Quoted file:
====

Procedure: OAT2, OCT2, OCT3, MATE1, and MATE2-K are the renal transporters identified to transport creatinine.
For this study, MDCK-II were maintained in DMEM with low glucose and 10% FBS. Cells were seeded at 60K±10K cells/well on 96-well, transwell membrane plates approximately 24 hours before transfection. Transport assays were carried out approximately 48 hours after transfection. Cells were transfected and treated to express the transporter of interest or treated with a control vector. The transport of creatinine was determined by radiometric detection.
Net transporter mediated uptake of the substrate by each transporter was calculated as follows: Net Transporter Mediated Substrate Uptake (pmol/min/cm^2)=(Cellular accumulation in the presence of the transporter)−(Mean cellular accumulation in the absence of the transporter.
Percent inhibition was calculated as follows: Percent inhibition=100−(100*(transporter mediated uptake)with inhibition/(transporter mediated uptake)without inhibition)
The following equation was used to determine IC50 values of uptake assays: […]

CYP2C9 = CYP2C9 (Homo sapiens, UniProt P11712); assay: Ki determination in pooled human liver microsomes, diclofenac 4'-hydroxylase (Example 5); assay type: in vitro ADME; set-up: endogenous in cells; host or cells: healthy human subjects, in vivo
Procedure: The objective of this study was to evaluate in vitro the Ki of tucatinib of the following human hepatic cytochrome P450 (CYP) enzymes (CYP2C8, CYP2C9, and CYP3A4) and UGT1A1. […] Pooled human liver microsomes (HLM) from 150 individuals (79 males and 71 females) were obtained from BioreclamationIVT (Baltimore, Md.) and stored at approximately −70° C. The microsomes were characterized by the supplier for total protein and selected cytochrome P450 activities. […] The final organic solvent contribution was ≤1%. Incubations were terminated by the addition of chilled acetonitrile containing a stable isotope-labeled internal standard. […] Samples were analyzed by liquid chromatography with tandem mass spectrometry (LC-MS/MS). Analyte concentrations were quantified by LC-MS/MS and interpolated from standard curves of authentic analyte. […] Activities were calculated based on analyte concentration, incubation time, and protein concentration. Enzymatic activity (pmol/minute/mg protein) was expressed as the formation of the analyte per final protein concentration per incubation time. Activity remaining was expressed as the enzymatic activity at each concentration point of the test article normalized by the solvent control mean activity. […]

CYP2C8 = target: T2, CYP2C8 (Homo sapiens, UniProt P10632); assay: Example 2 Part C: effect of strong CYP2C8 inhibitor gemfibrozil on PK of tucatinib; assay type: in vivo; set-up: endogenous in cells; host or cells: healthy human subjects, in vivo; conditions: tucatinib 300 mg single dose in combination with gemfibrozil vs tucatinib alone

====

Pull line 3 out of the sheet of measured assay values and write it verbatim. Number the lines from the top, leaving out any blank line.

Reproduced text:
Net transporter mediated uptake of the substrate by each transporter was calculated as follows: Net Transporter Mediated Substrate Uptake (pmol/min/cm^2)=(Cellular accumulation in the presence of the transporter)−(Mean cellular accumulation in the absence of the transporter.